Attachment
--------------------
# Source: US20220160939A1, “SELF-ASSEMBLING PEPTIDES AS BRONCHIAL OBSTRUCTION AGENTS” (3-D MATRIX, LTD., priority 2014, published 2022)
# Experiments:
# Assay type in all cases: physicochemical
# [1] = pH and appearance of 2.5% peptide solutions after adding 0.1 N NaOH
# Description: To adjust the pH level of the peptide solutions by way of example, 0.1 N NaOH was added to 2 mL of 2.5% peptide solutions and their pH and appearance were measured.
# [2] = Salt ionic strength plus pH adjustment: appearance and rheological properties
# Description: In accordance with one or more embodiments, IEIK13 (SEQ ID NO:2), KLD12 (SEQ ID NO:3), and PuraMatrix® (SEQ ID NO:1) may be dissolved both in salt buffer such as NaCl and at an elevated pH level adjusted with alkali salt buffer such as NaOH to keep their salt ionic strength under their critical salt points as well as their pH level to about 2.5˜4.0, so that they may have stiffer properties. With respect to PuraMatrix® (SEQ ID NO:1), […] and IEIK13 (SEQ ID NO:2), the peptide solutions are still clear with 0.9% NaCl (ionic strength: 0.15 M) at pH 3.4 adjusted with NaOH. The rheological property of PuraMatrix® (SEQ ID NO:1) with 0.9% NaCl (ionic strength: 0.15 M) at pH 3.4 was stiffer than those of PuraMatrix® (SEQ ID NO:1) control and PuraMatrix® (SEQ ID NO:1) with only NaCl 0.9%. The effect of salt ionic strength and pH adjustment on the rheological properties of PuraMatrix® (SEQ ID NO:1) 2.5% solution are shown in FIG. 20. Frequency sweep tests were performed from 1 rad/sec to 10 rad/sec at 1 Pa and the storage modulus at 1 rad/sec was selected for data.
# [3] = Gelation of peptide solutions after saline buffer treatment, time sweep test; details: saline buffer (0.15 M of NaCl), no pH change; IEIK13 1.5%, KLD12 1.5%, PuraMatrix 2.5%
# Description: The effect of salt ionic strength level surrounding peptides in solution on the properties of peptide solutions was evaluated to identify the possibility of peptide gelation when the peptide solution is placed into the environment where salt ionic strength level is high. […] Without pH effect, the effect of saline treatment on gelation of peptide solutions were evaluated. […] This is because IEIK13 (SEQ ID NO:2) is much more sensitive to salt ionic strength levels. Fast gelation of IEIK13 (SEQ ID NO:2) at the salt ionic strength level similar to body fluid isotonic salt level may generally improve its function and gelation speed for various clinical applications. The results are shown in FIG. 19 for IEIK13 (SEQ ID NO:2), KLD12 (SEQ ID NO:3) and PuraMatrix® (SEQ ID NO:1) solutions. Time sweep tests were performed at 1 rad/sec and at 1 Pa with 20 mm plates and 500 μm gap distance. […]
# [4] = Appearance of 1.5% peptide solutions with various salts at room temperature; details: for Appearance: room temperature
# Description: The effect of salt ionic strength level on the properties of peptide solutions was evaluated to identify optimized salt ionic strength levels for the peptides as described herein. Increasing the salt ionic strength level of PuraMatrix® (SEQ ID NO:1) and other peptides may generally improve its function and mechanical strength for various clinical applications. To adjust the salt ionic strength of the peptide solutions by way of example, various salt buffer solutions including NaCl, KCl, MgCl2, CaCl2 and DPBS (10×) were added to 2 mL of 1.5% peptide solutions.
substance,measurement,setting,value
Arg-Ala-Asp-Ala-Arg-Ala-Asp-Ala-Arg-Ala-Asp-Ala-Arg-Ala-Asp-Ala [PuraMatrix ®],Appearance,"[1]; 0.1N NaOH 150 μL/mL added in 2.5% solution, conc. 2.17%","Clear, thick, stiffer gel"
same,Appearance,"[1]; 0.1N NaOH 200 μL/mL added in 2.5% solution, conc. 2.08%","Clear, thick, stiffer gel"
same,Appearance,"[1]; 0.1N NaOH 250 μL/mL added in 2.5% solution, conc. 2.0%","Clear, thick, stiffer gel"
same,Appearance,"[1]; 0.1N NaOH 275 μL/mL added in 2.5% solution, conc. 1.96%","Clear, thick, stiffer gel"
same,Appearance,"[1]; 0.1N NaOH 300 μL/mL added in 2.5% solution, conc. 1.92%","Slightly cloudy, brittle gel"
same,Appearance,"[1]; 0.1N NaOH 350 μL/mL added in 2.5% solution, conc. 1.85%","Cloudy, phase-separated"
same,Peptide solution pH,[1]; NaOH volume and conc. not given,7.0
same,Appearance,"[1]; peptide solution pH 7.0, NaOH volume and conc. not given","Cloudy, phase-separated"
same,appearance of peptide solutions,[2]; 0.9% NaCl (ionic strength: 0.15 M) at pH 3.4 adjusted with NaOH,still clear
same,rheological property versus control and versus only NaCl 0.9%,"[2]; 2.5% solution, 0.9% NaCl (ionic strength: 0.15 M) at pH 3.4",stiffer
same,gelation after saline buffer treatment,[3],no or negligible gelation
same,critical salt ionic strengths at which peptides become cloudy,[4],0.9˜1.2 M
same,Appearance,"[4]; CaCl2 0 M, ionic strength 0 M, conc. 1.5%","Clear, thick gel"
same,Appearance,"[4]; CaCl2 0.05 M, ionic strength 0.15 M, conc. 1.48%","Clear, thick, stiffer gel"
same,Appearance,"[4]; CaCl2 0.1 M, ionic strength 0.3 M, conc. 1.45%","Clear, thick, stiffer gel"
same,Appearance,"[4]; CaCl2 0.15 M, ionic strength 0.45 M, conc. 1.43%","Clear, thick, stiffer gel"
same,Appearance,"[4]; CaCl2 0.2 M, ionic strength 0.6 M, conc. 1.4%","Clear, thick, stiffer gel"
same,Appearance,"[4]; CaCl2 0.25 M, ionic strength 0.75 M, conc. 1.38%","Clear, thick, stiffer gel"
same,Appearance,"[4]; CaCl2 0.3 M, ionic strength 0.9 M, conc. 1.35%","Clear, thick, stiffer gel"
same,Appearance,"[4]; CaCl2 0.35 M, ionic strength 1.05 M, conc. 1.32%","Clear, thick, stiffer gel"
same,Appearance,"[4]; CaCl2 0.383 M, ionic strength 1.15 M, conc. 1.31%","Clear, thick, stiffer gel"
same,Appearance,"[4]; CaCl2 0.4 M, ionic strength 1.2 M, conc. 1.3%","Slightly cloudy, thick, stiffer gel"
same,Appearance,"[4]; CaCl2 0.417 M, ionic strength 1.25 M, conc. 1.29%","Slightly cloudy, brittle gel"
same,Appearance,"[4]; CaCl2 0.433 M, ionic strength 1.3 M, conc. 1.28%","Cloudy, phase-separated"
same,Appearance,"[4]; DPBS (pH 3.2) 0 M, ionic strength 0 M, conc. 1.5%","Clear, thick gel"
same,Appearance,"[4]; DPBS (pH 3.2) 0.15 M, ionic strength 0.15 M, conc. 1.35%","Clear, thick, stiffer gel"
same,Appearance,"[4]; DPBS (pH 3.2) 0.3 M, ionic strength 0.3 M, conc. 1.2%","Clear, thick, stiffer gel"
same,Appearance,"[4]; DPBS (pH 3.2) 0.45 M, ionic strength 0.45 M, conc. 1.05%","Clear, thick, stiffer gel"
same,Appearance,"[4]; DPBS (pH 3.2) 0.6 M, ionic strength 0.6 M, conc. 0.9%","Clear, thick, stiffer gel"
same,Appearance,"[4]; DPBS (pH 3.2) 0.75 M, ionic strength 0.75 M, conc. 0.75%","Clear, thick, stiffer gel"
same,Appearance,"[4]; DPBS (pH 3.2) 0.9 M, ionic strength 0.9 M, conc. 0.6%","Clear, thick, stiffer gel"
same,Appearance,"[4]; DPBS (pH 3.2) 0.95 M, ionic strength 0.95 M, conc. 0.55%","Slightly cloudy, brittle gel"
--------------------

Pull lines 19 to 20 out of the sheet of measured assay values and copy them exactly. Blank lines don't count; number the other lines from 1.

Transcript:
same,Peptide solution pH,[1]; NaOH volume and conc. not given,7.0
same,Appearance,"[1]; peptide solution pH 7.0, NaOH volume and conc. not given","Cloudy, phase-separated"